Decorate your home with houseplants
Admire a model home with its stylish decorating, and you’re likely to see one common denominator—houseplants. Interior decorators know the secret. As living things, plants give life to otherwise sterile rooms, and with their wide variety of leaf shapes, sizes, textures and colors, they make great decorator pieces.
“Rather than simply being an afterthought in your home’s décor, houseplants create a sense of style,” says garden designer Jenny Peterson, co-author with Kylee Baumle of Indoor Plant Décor: The Design Stylebook for Houseplants. “We used to plop plants on a table or stick them in a corner and forget about them, but now they’re integral to the overall design of our homes.”
Whatever the specific type of décor in your home, houseplants can accentuate that style, says Peterson, whose book shows how to define your décor style and make appealing plant selections and container choices.
“If you like tropical or exotic styles, plants with large leaves or intricate colorations are perfect, such as moth orchids, bold palms and split-leaf philodendrons,” says Peterson. “Those who want a more minimalist look can choose plants with strong architectural forms like succulents and sansevieria, and people who gravitate towards a more classic style can use traditional forms of ferns, ivies, peace lily and Rex begonia.”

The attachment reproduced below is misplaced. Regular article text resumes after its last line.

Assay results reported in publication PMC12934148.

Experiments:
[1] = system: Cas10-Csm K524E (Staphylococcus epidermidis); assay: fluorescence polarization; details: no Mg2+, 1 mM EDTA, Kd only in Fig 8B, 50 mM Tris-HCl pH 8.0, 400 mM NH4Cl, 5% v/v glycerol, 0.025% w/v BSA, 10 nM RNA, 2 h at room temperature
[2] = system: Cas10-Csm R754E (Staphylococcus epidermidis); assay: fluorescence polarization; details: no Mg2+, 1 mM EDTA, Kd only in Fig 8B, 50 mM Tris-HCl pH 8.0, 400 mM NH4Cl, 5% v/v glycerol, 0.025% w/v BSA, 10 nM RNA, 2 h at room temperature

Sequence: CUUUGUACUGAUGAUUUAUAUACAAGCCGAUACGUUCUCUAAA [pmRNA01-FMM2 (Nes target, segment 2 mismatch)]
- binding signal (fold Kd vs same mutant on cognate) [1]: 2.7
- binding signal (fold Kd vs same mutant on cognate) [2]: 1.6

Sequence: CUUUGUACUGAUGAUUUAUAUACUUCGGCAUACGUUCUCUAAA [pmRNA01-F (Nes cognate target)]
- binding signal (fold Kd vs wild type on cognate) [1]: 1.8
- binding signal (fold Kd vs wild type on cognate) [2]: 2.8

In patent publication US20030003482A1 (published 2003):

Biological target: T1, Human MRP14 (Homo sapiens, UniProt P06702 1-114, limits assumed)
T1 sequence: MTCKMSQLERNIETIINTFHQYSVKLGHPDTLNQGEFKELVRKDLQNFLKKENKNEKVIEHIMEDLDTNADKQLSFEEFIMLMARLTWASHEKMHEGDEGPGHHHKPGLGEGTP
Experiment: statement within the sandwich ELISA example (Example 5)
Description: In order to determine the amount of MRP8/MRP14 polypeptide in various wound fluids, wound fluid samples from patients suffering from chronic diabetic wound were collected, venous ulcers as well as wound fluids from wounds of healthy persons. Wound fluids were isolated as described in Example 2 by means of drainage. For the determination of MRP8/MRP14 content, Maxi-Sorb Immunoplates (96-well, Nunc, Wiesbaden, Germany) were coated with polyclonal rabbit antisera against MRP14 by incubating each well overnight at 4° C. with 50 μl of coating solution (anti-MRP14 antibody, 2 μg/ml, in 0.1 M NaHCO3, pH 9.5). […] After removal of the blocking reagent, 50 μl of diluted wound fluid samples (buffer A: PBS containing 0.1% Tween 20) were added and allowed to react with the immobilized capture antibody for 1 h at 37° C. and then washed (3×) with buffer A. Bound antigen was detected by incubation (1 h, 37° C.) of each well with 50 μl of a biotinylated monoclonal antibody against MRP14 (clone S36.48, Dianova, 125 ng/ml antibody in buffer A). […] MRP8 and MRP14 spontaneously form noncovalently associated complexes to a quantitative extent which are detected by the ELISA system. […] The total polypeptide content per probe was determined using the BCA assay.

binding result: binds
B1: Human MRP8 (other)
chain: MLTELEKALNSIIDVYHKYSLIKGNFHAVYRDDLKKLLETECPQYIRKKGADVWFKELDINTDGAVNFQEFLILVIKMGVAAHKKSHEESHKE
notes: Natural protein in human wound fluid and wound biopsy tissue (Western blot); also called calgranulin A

Browsing your local nursery for houseplants is similar to flipping through wall-covering or upholstery samples. You’ll find a wide variety of colorful foliage and flowering plants that are sure to match or complement your home’s décor. If you want to ensure that your plants blend well, bring paint chips and fabric samples with you when you go plant shopping.
Also consider plant size in your indoor decorating scheme, says Peterson. “For a really dramatic statement, indoor trees or large matching ferns are a good choice, whereas African violets can make an attractive vignette on a tabletop.”
Houseplants can even trick the eye to make a room appear larger or smaller. For instance, the ceiling will look higher if you put a tall, narrow plant in the corner of a room, whereas a wide, stout plant with foliage that curves down, such as the ponytail plant (Nolina recurvata), will draw the eye down and make a room look smaller.
Indoor plants can also solve design dilemmas. For instance, empty corners can be filled with plants, and houseplants can be used to define spaces within larger rooms and create transitions.
Besides the decorative plants themselves, container options offer myriad design opportunities. “Think beyond the ‘plant in a pot on the table’ when putting your indoor displays together,” says Peterson, who suggests scouring flea markets, craft stores and even your own home for unique and eye-catching container options.
“Get creative and use repurposed items like silver baby cups, shoes and boots, books and seashells,” says Peterson, whose book depicts myriad options. “Also consider using your walls. Many display options make use of vertical wall space for your houseplants, lending an instantly modern and fresh look to your indoor garden.”